Hopefully this cat that my mom’s kindness saved ran home to a relieved human friend, who will keep it inside. Maybe after its ‘cat in the bag’ experience, this particular feline won’t want to go outside again!
Johnny Cash (1932-2003) has been one of my favorite musicians for most of my years. His distinctive voice, acoustic guitar melodies, and authentic lyrical stories are what have kept me re-listening to and discovering his music for my entire adult life. Only recently, though, have I given much thought to what is perhaps the most remarkable thing about him as far as I’m concerned. Which is that he sang for prisoners.
He performed at prisons for prisoners several times, with perhaps his most famous performance being at Folsom Prison in 1968 when he recorded the ‘Live at Folsom Prison‘ album. The way he talks to the audience mid-song, I think, is special, as are lyrics of songs like ‘The Wall.’ Though I don’t know Cash’s reasons for performing at Folsom or other prisons, and am sure that he was trying to help his own career, I also get the definite impression that he was trying to do something kind for the prisoners. To make them feel better.
Many people, I think, would sneer or scoff at attempts to make prisoners who may have murdered or raped other people feel better. The term ‘deserves to rot in prison’ comes to mind. So, why might have Cash, in some instances at least, disagreed and thought prisoners deserved kindness?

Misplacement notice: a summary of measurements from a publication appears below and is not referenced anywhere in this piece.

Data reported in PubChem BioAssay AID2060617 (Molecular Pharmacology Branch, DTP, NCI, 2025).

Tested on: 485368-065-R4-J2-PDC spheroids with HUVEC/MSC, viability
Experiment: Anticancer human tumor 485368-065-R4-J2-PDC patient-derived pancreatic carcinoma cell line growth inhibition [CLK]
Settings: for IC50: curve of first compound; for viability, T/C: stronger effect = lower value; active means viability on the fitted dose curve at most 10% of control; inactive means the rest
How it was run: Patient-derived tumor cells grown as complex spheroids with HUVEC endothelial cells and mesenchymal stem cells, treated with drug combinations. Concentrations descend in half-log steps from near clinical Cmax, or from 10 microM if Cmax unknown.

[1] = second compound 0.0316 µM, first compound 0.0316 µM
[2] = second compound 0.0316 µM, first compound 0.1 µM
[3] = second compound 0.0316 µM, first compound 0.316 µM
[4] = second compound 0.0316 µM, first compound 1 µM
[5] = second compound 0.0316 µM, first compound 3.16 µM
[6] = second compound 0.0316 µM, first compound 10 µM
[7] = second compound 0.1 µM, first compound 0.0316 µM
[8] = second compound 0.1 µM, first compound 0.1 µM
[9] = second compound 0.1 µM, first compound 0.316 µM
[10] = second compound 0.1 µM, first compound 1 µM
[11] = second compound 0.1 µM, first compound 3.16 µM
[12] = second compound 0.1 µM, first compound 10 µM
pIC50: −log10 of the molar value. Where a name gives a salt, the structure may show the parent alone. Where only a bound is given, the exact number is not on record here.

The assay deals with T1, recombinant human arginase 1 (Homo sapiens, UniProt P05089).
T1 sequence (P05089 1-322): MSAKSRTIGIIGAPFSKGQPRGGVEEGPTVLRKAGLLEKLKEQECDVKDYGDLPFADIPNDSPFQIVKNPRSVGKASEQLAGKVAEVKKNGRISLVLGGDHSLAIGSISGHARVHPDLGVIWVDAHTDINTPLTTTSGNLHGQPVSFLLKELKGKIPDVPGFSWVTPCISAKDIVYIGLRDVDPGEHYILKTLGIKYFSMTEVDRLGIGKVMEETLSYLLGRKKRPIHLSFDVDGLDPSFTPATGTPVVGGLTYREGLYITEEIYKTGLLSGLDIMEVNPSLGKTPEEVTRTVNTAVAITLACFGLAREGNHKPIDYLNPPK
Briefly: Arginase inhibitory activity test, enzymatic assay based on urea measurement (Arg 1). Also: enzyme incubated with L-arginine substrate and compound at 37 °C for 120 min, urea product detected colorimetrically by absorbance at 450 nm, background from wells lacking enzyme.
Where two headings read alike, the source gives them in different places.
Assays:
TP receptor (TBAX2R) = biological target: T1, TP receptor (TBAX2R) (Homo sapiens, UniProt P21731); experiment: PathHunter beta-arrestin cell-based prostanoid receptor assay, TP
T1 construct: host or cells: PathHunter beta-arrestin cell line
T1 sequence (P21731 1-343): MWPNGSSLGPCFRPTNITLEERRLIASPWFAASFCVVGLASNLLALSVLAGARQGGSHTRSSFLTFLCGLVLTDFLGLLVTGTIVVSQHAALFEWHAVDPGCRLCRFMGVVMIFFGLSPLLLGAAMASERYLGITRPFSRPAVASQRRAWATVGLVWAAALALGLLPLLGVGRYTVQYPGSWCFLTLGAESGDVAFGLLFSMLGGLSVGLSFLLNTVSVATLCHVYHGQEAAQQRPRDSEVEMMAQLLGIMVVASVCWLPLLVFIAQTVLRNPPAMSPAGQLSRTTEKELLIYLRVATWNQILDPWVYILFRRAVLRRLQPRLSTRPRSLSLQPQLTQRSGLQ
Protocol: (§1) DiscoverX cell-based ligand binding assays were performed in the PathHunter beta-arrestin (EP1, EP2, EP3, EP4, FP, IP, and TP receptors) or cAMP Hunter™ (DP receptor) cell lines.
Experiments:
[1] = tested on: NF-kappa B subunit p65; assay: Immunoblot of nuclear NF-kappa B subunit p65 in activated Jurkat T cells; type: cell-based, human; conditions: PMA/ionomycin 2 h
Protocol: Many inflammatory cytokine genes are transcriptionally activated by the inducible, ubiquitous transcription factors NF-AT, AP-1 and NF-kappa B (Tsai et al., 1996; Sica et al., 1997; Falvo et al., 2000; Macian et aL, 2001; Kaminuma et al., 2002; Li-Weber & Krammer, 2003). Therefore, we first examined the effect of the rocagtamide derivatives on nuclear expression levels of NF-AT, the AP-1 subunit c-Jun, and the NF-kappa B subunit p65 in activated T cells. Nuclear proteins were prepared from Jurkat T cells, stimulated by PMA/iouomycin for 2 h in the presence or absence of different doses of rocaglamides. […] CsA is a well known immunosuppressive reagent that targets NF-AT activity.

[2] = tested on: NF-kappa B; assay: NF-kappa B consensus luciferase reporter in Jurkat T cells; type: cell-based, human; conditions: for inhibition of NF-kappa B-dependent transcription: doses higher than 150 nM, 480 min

Maybe his song ‘Man in Black,’ in which he describes why he wears black, answers that question: “I wear it for the prisoner who has long paid for his crime, but is there because he’s a victim of the time.”
Cash’s actions and words exemplify his understanding of a really hard thing to admit, which I remember adamantly denying. Namely, that people are foremost products of their environment. For good or for bad. Like a fire or a flood (or a rainbow), people don’t create themselves. Similar to non-human natural phenomena, people sometimes do need to be contained or avoided to maintain safety. I admit that.
However, I think that it is important to see that spending the energy to hate a person (like a prisoner who ‘deserves to rot’) is as fruitless as spending energy hating a flood. It does no good. That bad has happened and we have to move forward. Like the energy that could be spent creating a wetland to stop floods, singing to prisoners could create a glow in them that also might keep them from burning the world at their first opportunity. I think Johnny knew that. He also seemed to see that there are prisoners everywhere, few behind bars. So, upon seeing that too, let’s sing however we can.
I recently had a scientific article published which attempts to begin answering the question ‘Does where birds overwinter affect how they sing?’
I was asked by the editor of the journal to write an accompanying blog post about the article. For any who are interested, click here to read that blog post. You can also find the scientific article from that post.